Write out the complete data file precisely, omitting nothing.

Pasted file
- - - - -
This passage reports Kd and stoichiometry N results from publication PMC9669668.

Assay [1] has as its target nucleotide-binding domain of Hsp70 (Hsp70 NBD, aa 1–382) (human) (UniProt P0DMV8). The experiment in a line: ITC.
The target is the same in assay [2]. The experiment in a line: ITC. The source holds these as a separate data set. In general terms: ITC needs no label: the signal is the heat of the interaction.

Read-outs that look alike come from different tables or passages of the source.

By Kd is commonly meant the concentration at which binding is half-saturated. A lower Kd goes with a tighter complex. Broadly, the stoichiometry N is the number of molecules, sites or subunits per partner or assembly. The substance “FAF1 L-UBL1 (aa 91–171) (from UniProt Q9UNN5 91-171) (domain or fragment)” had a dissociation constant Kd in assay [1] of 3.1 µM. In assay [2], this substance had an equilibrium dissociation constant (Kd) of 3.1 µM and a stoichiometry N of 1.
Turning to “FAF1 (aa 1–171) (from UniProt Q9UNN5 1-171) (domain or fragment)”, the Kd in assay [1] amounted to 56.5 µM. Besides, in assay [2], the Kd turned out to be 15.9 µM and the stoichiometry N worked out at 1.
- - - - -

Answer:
This passage reports Kd and stoichiometry N results from publication PMC9669668.

Assay [1] has as its target nucleotide-binding domain of Hsp70 (Hsp70 NBD, aa 1–382) (human) (UniProt P0DMV8). The experiment in a line: ITC.
The target is the same in assay [2]. The experiment in a line: ITC. The source holds these as a separate data set. In general terms: ITC needs no label: the signal is the heat of the interaction.

Read-outs that look alike come from different tables or passages of the source.

By Kd is commonly meant the concentration at which binding is half-saturated. A lower Kd goes with a tighter complex. Broadly, the stoichiometry N is the number of molecules, sites or subunits per partner or assembly. The substance “FAF1 L-UBL1 (aa 91–171) (from UniProt Q9UNN5 91-171) (domain or fragment)” had a dissociation constant Kd in assay [1] of 3.1 µM. In assay [2], this substance had an equilibrium dissociation constant (Kd) of 3.1 µM and a stoichiometry N of 1.
Turning to “FAF1 (aa 1–171) (from UniProt Q9UNN5 1-171) (domain or fragment)”, the Kd in assay [1] amounted to 56.5 µM. Besides, in assay [2], the Kd turned out to be 15.9 µM and the stoichiometry N worked out at 1.